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Security Still a Concern for South Africa 2010

The glitzy World Cup draw in Durban went off without a hitch -- at least, that's what organizers for the 2010 World Cup in South Africa would tell you. However, the weekend was blighted by the murder of a former Austrian soccer player at a golf course outside the city, underscoring the safety concerns hanging over South Africa's hosting the tournament. Even so, police insisted it was just a routine murder that had nothing to do with the draw, which is why security spokesman Supt. Vish Naidoo was able to say, "Everything ran as planned. We are very satisfied." (German team manager Oliver Bierhoff had his briefcase stolen during breakfast at his hotel.)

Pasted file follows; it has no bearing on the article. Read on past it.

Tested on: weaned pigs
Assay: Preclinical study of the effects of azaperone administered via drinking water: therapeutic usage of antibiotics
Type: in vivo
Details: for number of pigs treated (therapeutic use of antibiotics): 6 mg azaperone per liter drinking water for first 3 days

Durban prepared for the draw by closing streets and blanketing the surrounding area with police and security cameras. The city is considered one of South Africa's most dangerous; the country itself averages more than 50 murders per day. Naidoo said the successful World Cup draw would "create a significant degree of reassurance in the hearts and minds of those planning to visit South Africa pre-tournament, for the World Cup itself and after."

Aside from security concerns, transportation is considered the second major impediment to South Africa hosting a successful World Cup -- a major problem when FIFA expects more than 450,000 people to flood the country for the tournament. Cape Town, Port Elizabeth and Johannesburg all lack modern transportation systems.

Read the whole story at Associated Press »

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